The moment she walked into the joint, Dex had known that she was there for him. It wasn’t just the hard look about her, the one that says, “I’ve never been in a dive like this before but I’ll be damned if I’m going to let the creeps and low lifes scare me”. It wasn’t even the fact that she stuck out like a naked face. Really, he knew because she walked in. Everyone else would have ported in from a link, but she didn’t have a link. And that meant she’d been looking for this place on the QT and that meant she’d been looking for him.
That was the previous day. The memory of the meeting was fresh but imperfect, so Dex paged over to his viewer. His hands tripped across the space in front of him, moving files and links out of his view. The space he was sitting in was close, but there was enough room for him to easily wave his arms around — he could have expanded his viewer’s size to maybe even double without having to worry about whacking his neighbour. He found the file he wanted and the video image of his meeting the previous day imposed itself over his vision.
Dex, like most people, used one eye for one task, the other eye for another one, with the whole mess at about 80% opacity so he could still just see the physical world in front of him. At work he didn’t really need to see at all, but you never can be too careful. Just because he kept his own screen at a reasonable size didn’t mean that someone nearby, playing with the resolution, wouldn’t inadvertently punch him in the head while just trying to delete some mail.
He flicked a finger to start running the file, but then a chime sounded. Fuck. A call. He’d have to answer it, since that was how he kept his job and got paid. He quickly flicked his fingers in front of him, simultaneously hiding the file, opening a program on the company’s system and answering the call. “Barrett and Brar Upgrades, how may I help you make a better you?”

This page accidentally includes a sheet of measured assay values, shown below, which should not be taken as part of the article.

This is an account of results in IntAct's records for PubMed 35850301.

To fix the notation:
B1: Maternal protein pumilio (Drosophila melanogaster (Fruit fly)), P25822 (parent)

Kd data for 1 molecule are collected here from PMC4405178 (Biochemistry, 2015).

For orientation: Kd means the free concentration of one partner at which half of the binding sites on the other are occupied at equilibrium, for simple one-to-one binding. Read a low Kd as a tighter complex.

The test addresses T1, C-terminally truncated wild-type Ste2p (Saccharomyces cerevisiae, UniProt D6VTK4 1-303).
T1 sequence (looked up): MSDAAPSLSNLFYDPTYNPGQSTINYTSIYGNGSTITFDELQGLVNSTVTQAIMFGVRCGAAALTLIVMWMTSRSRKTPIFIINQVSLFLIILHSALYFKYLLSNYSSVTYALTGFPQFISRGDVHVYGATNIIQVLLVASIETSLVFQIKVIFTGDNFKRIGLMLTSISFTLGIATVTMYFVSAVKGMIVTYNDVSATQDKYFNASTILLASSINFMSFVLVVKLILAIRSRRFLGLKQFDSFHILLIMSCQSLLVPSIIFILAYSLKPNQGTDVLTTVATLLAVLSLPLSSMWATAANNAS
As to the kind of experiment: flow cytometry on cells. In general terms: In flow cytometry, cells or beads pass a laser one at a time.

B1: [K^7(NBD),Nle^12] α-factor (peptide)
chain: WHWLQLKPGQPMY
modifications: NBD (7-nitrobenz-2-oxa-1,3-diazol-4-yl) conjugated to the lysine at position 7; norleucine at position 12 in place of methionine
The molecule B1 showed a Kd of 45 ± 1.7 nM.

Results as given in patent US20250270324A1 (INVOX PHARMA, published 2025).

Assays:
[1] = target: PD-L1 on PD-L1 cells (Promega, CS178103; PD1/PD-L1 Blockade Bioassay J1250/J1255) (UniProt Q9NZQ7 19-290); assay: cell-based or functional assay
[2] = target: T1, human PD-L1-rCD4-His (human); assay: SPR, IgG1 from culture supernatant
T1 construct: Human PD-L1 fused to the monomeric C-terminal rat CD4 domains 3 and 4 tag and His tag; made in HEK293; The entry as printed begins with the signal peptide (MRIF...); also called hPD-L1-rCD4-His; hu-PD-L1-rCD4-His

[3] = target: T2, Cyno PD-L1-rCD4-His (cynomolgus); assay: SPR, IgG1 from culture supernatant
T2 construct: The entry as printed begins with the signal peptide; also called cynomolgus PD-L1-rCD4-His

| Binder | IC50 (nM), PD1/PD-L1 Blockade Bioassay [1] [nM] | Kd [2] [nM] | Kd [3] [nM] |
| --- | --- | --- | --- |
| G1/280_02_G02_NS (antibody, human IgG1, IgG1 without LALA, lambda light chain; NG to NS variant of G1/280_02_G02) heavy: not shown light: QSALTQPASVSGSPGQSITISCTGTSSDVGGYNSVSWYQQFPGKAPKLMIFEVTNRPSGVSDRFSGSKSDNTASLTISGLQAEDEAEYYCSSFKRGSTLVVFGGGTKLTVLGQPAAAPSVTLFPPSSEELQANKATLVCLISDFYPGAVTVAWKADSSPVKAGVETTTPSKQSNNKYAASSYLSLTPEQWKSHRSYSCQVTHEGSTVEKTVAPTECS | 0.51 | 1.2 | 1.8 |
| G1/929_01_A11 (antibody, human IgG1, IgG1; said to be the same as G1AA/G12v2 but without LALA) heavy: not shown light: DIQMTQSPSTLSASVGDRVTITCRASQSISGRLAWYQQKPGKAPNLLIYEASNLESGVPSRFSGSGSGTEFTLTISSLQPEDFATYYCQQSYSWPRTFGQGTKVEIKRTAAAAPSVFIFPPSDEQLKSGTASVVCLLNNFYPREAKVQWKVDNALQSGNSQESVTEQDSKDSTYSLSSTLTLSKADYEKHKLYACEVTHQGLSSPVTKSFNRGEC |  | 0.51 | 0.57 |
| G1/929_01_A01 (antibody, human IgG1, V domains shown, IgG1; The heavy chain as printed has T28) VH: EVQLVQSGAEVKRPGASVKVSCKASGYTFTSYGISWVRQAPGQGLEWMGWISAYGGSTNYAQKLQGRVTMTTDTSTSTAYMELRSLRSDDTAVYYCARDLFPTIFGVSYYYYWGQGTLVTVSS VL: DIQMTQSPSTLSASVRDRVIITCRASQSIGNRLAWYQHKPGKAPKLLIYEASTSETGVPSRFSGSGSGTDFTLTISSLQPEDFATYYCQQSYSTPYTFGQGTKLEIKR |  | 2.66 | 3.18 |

Dex gave the required greeting, then listened as the customer explained how his new neural sensation enhancer was malfunctioning. Dex had to suppress a chuckle as the guy at the other end of the call’s voice quivered as he spoke. Dex ran through the troubleshooting procedures with the caller, but early on down the litany of questions about configuration and whether the customer actually had turned the unit on, his mind wandered back to the meeting with the new client. And his real job.
• • •
Andersson Dexter had been working for Barrett and Brar for going on ten years now, but he’d been working for The Cubicle Men most of his life. He’d taken a series of fairly dull jobs over the course of his adult life, usually as a Customer Service Rep, just like most of the other Cubicle Men did. Being a Cubicle Man wasn’t a job; it was a vocation.
He had been working for a low end laser keyboard manufacturer, back before the touch screens everyone used now had become common, when he first learned of the organization. He’d been walking home one night after an extra long long shift, when he heard a sound from around a corner. In the previous few months, the local boards had been reporting that there had been a rash of street violence and Dex figured he’d stumbled upon some local hoods trying to stake their claim to this patch of concrete. Dex’s eyes flicked to the corner, where the sounds of scuffling and a few loud bangs and whimpers drew his attention. He tried to ignore the sounds and kept walking toward his apartment.
He got closer and the sounds got worse. Dex thought he heard something breaking and crossed the street. He could see down the alley and saw a couple of young guys beating on a pair of streeters. The victims weren’t even fighting back; they almost looked like inert piles of rags, as the young toughs kicked, punched and spat at them. Dex slunk back against the wall of the building behind him, trying to disappear into the shadows, when he saw a couple of other people arrive on the scene and break up the fight. At first he assumed it was younger or stronger streeters coming to the aid of their compatriots, but then he saw they were all dressed in what looked like Security uniforms. But they weren’t Security from any firm Dex could identify and he was familiar with all the local outfits.